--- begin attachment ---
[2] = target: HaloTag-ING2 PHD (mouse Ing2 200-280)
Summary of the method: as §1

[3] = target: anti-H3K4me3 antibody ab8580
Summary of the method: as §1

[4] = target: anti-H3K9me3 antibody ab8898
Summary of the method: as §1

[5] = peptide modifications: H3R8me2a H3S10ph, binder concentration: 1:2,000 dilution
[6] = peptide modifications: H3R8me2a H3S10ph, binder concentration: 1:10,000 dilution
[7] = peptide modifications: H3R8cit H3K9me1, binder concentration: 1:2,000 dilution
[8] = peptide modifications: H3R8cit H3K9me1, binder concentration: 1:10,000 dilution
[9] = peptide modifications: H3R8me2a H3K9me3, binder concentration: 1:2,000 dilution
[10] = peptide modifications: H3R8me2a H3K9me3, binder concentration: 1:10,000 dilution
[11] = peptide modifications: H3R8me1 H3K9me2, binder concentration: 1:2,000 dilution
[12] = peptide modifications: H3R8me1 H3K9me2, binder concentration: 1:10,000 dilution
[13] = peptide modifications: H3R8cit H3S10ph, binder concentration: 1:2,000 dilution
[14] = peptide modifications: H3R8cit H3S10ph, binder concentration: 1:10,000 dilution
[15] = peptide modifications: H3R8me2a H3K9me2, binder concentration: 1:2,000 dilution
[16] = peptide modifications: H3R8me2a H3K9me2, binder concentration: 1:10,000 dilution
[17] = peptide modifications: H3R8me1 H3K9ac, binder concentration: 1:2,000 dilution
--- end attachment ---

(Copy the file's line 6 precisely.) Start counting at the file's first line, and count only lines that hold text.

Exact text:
Summary of the method: as §1